Tuesday, July 16, 2013

Eminent Domain Round-Up: Road Improvements in San Diego

A Final EIR (Environmental Impact Report) is expected to be released this summer for Caltrans’ I-5 North Coast HOV/Express Lanes Project in Northern San Diego County. The purpose of this project is to improve traffic conditions on the 5 freeway by adding two HOV lanes both in the north and south direction, between La Jolla Village Drive and Harbor Drive in Oceanside. According to Caltrans District 11, daily traffic along this stretch of the I-5 could reach 300,000 by the year 2030.

A road widening project in the city of Ramona will affect property owners in the area. Settlements for land acquisition consisting of partial takings and temporary construction easements have been reached, except for the owners of two parcels. According to the San Diego Union-Tribune, the widening of San Vicente Road is intended to improve safety conditions on a twisting 2-mile portion of the street where over 20 car accidents have taken place in the past five years.

The City of Santee held a Resolution of Necessity hearing on July 10, 2013 to approve eminent domain for approximately 50 parcels of land earmarked for the Prospect Avenue Widening project. Improving traffic conditions, relocating utilities and adding bike lanes along a 1-mile portion of Prospect Avenue are among the project goals.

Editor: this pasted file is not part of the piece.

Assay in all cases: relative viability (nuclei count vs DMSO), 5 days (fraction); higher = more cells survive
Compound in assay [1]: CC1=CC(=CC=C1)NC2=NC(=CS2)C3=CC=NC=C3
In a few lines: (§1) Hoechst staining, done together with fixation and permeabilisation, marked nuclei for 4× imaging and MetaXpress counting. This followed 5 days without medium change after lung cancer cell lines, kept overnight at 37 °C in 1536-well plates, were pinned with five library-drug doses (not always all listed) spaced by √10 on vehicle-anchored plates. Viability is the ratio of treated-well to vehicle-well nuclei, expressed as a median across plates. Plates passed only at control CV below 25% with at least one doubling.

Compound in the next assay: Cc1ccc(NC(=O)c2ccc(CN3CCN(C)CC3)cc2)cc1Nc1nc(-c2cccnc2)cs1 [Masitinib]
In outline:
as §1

Wednesday, July 10, 2013

Regional Connector Project Requires Condemnation of Commercial Property in Little Tokyo

By Jeffrey Horowitz

The Los Angeles Metropolitan Transportation Authority (“Metro”) is expected to file a complaint in eminent domain against the owner of a parcel of land in the Los Angeles neighborhood of Little Tokyo. The property is the site of one of three future stations for Metro’s Regional Connector. The Downtown LA News reports that Metro has made an offer to the owner for the property, which consists of three commercial buildings and a parking lot. The owner’s position according to the news report is that Metro’s appraisal does not take into consideration the “highest and best use of the property”.

Condemnation of Commercial Property by a Public Agency

Eminent Domain or Condemnation is the process by which a government agency acquires private property for public use. The term “eminent domain” is not limited to litigation; it includes all proceedings from the initial offer or notice from the condemnor up until the filing of a lawsuit, and through trial or settlement negotiations. If the owner of a commercial property accepts the first offer made to him or her, or otherwise settles with the condemning agency prior to litigation, this is still part of the eminent domain process. Highest and best use is a major factor that sets apart a traditional real estate transaction arising from eminent domain proceedings. A determination of value based on highest and best use must take into consideration practical issues concerning the property such as zoning and location.  A public agency will have the condemned parcel appraised, but property owners should hire their own licensed real estate appraiser to determine the value of the condemned land.